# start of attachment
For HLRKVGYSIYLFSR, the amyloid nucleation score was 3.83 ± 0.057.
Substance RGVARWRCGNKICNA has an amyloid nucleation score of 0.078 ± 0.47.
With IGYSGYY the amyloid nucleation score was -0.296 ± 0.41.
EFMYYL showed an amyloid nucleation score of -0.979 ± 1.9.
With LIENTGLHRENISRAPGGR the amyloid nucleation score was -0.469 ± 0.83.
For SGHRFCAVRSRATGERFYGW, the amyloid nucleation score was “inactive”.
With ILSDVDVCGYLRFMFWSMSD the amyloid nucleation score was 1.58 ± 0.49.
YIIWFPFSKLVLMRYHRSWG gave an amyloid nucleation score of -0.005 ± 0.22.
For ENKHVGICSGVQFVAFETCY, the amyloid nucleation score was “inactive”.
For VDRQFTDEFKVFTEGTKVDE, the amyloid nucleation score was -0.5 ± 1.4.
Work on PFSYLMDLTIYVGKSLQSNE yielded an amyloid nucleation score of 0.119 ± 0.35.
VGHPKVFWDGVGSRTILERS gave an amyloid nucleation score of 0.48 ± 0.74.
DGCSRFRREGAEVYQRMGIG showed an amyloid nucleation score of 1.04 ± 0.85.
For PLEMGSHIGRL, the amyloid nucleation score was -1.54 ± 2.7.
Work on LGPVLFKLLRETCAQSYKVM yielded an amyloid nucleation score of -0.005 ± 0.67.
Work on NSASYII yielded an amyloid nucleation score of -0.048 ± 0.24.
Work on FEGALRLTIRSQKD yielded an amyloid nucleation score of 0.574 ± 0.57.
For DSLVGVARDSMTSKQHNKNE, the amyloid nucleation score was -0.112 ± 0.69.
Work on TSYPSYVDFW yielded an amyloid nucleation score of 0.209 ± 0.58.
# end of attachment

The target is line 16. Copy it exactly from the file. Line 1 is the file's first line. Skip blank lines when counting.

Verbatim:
Work on NSASYII yielded an amyloid nucleation score of -0.048 ± 0.24.